Summer means unsupervised time – lock up your meds

Courtesy of the National Family Partnership
Download the MEDucation Kit from Lock Your Meds.

With the end of the school year, children look forward to a long break – and a lot of time at home alone. The National Family Partnership – and its Lock Your Meds campaign – warns parents that when teenagers are released from school for long break periods such as summer, the risk of substance abuse increases as children are unmonitored, experience boredom and restlessness.

Studies show that unmonitored teens are four times more likely to engage in risky behaviors, including substance abuse.  During the summer months, when there is a decrease in supervision, middle school and high school students face more peer pressure situations that lead to first-time drug use. To make matters worse, the distressed employment market has made it harder for teens to find summer jobs, leading to less structured time, more restlessness, boredom and frustration.
A new survey shows teen abuse of prescription medicines continues at levels that should concern parents.  Of the 2,500 high schoolers surveyed, 25% (one in four) admitted to abusing a prescription drug not prescribed to them. The new study showed marked increases in teen drug use, trending in the wrong direction (a reverse of decades-long declines).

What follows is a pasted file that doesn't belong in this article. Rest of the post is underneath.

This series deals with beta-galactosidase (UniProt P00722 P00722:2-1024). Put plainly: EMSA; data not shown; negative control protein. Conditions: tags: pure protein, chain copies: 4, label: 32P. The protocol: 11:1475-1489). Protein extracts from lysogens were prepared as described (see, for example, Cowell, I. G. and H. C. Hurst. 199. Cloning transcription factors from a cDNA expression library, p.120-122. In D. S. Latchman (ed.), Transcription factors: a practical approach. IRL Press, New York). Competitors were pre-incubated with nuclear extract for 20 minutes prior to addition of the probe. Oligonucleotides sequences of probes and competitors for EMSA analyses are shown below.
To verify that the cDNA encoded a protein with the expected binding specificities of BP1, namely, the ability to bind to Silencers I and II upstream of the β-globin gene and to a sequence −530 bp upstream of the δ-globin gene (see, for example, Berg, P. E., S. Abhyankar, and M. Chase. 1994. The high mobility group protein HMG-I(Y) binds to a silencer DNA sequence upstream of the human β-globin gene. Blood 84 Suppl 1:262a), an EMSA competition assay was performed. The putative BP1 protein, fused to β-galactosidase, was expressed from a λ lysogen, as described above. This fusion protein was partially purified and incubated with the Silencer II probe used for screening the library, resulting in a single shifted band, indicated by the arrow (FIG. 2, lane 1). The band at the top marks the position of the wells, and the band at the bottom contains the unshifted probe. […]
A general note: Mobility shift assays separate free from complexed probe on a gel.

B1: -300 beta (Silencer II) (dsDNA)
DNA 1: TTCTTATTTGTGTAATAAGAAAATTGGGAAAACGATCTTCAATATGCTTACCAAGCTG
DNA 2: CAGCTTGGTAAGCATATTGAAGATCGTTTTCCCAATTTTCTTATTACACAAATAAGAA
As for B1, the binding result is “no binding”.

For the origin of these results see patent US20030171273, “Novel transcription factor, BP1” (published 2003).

“Summer is a risky time for teens,” says Peggy Sapp, president of National Family Partnership (NFP). “Most parents don’t really know what their kids are doing all day long during the summer.  Surveys show that June, July and August are the most dangerous months for first-time drug use among children and teens. With prescription drug abuse on the rise among children, parents need to be aware of what medications are in the house, and safeguard these drugs to prevent abuse.”
Parents can learn more about preventing prescription drug abuse at home by downloading the MEDucation Kit from Lock Your Meds. This resource provides a good dose of knowledge about prescription drug abuse among adolescents. The comprehensive kit teaches parents lessons about the problems of abuse and the solutions available for families. Parents can download the MEDucation kit here:
Recent studies show more cause for concern:
·      Persons aged 12 years and older who admit to abusing prescription drugs in the past month exceeded the number of current users of cocaine, heroin, hallucinogens, and methamphetamine combined.
·      Abuse of prescription drugs among teens was second only to marijuana abuse.
·      Every day, more than 7,000 people 12 years and older initiate use of a controlled substance pharmaceutical drug for non-medical purposes.
·      The number of emergency room visits involving the misuse or abuse of pharmaceuticals increased by 98.4 percent between 2004 and 2009.
·      41 percent of teenagers mistakenly believe that prescription medications are “much safer” than illegal drugs.
·    Teens continue to report that their parents do not talk to them about the risks of prescription drugs in the same manner as they discuss other substances of abuse.
·    The medicine cabinet provides ready access to teenagers seeking to abuse medications: 51% of those surveyed believe that most teens get prescription drugs from their own family’s medicine cabinets.
·      In 2010, 1 in 4 teens admitted to using a prescription drug not prescribed to them by a doctor at some point in their lives.